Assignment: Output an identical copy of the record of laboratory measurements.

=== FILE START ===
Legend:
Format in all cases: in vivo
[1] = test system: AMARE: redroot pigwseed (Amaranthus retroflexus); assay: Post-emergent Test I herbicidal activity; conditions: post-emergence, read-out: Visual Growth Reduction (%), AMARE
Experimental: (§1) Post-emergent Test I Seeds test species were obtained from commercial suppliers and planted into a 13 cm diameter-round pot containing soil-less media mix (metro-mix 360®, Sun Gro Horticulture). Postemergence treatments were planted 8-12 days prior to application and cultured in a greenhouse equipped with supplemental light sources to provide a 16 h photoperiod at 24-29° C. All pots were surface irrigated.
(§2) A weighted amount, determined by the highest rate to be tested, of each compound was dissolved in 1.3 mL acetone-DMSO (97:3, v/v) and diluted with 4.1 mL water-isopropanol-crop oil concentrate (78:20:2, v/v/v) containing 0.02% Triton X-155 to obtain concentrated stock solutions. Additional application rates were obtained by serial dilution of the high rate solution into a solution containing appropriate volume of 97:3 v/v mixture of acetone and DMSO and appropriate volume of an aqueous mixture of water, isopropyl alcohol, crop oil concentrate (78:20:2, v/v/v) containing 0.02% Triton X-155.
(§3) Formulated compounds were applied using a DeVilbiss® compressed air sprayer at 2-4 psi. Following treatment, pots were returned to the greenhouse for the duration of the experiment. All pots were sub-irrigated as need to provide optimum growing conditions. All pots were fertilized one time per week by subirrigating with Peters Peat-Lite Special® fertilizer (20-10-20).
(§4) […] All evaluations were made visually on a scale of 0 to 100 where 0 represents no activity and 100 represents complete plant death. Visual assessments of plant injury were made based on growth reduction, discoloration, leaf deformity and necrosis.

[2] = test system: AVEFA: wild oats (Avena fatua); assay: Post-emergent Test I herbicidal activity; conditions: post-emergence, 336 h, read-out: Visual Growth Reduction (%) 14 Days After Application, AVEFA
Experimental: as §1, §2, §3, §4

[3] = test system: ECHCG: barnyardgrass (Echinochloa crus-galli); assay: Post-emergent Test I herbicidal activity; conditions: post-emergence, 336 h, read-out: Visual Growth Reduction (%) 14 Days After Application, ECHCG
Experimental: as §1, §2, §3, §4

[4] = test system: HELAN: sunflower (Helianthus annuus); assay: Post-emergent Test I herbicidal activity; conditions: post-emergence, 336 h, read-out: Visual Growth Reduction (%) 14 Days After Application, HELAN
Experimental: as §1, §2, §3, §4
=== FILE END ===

Legend:
Format in all cases: in vivo
[1] = test system: AMARE: redroot pigwseed (Amaranthus retroflexus); assay: Post-emergent Test I herbicidal activity; conditions: post-emergence, read-out: Visual Growth Reduction (%), AMARE
Experimental: (§1) Post-emergent Test I Seeds test species were obtained from commercial suppliers and planted into a 13 cm diameter-round pot containing soil-less media mix (metro-mix 360®, Sun Gro Horticulture). Postemergence treatments were planted 8-12 days prior to application and cultured in a greenhouse equipped with supplemental light sources to provide a 16 h photoperiod at 24-29° C. All pots were surface irrigated.
(§2) A weighted amount, determined by the highest rate to be tested, of each compound was dissolved in 1.3 mL acetone-DMSO (97:3, v/v) and diluted with 4.1 mL water-isopropanol-crop oil concentrate (78:20:2, v/v/v) containing 0.02% Triton X-155 to obtain concentrated stock solutions. Additional application rates were obtained by serial dilution of the high rate solution into a solution containing appropriate volume of 97:3 v/v mixture of acetone and DMSO and appropriate volume of an aqueous mixture of water, isopropyl alcohol, crop oil concentrate (78:20:2, v/v/v) containing 0.02% Triton X-155.
(§3) Formulated compounds were applied using a DeVilbiss® compressed air sprayer at 2-4 psi. Following treatment, pots were returned to the greenhouse for the duration of the experiment. All pots were sub-irrigated as need to provide optimum growing conditions. All pots were fertilized one time per week by subirrigating with Peters Peat-Lite Special® fertilizer (20-10-20).
(§4) […] All evaluations were made visually on a scale of 0 to 100 where 0 represents no activity and 100 represents complete plant death. Visual assessments of plant injury were made based on growth reduction, discoloration, leaf deformity and necrosis.

[2] = test system: AVEFA: wild oats (Avena fatua); assay: Post-emergent Test I herbicidal activity; conditions: post-emergence, 336 h, read-out: Visual Growth Reduction (%) 14 Days After Application, AVEFA
Experimental: as §1, §2, §3, §4

[3] = test system: ECHCG: barnyardgrass (Echinochloa crus-galli); assay: Post-emergent Test I herbicidal activity; conditions: post-emergence, 336 h, read-out: Visual Growth Reduction (%) 14 Days After Application, ECHCG
Experimental: as §1, §2, §3, §4

[4] = test system: HELAN: sunflower (Helianthus annuus); assay: Post-emergent Test I herbicidal activity; conditions: post-emergence, 336 h, read-out: Visual Growth Reduction (%) 14 Days After Application, HELAN
Experimental: as §1, §2, §3, §4